• Contraceptive sponge: a small, saucer-shaped polyurethane sponge containing spermicide, to be inserted into the vagina over the cervix. It is 90% effective with a typical 20% failure rate in preventing pregnancies but not STDs/STIs.

Hormonal Control

Hormonal control releases synthesized forms of the hormones estrogen and/or progesterone to prevent ovulation, increases the cervical mucus to block sperm entrance, and/or creates a thin uterine environment to prevent implantation of a fertilized egg in the uterine wall. They do not protect against sexually transmitted diseases or infections. Prescription from a health care provider is required for these.

  • Birth control pill: to be orally taken daily at the same time as prescribed by a health care provider. They secrete estrogen and/or progesterone with a 99% effective rate and a typical 5% failure rate.
  • Emergency contraception pill: an oral contraceptive pill to be taken within 72 hours after unprotected sex to prevent pregnancy. They are available without a prescription at pharmacies for people above the age of 17 but should not be used regularly.
  • Depo-Provera: an injection containing progestin. It prevents pregnancy for three months with an effective rate of 99% at preventing pregnancy.
  • Vaginal ring: a flexible ring that is inserted into the vagina for three weeks to release estrogen and progesterone. It is 98% effective at preventing pregnancy with a typical 8% failure rate. The ring may fall out, so be sure to check often that it is still in.
  • Skin patch: a birth control patch containing estrogen and progestin that can be attached to the hip, buttocks, abdomen, or upper arm. It is placed on the skin once each week for three weeks. For the fourth week, no patch is placed to allow for a menstrual period. It is 99% effective at preventing pregnancy.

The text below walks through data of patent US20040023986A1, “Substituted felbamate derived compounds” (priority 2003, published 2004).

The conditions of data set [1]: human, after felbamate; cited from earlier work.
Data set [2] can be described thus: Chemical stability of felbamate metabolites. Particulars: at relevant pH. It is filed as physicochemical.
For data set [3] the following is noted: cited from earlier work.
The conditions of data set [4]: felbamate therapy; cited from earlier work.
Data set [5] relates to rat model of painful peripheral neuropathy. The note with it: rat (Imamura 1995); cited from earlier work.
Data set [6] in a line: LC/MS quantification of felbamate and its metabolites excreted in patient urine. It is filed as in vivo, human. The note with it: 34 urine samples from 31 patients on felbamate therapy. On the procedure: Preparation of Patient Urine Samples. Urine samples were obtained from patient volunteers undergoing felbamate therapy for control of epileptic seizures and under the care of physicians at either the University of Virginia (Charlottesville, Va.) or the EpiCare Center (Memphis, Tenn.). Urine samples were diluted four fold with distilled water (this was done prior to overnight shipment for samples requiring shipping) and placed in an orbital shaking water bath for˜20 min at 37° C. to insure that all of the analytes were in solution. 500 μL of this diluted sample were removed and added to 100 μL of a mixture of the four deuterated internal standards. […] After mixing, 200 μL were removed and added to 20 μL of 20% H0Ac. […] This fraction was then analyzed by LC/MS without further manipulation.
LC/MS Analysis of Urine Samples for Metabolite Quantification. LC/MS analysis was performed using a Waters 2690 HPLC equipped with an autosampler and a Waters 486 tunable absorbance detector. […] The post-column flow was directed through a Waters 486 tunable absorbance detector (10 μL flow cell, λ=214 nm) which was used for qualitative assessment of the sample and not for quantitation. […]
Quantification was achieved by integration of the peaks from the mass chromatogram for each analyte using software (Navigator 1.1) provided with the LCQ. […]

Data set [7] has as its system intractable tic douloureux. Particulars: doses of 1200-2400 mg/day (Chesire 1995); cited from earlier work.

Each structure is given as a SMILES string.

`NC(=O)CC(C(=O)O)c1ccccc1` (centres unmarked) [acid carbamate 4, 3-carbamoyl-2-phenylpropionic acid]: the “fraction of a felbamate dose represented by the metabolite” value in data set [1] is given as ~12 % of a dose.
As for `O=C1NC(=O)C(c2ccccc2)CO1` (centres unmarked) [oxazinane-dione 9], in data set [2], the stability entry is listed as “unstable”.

• Intrauterine device (IUD): a small plastic device containing copper or hormones to be inserted into the uterus by a medical professional. Rather than stopping sperm from entering the uterus, it affects the cervical mucus and uterine lining to prevent egg implantation. It is 99% effective at pregnancy prevention.

Sterilization

Sterilization involves surgical procedures that permanently prevent pregnancy, done by a health care provider. It does not prevent sexually transmitted diseases or infections.

  • Vasectomy: the male sterilization operation that closes off the vas deferens (sperm ducts) to block passage of sperm into ejaculatory fluid. It is effective only after the complete blockage of the sperm passage and ejaculation of all sperm already present in the reproductive tract.
  • Tubal ligation: the female sterilization method that closes offthe fallopian tubes to prevent eggs from reaching the uterus. It is highly effective at pregnancy prevention.

Birth control and contraceptive methods depend on a person's overall health, age, sexual activity, family health history, and future pregnancy plans. Be sure to learn about the advantages and disadvantages of all aforementioned methods. Consultation with a health care provider may help you choose the best option.

Tags: barriersbirth controlcondomscontraceptiveshormonespartnerspregnancysafer sexsexstdssterilizationstis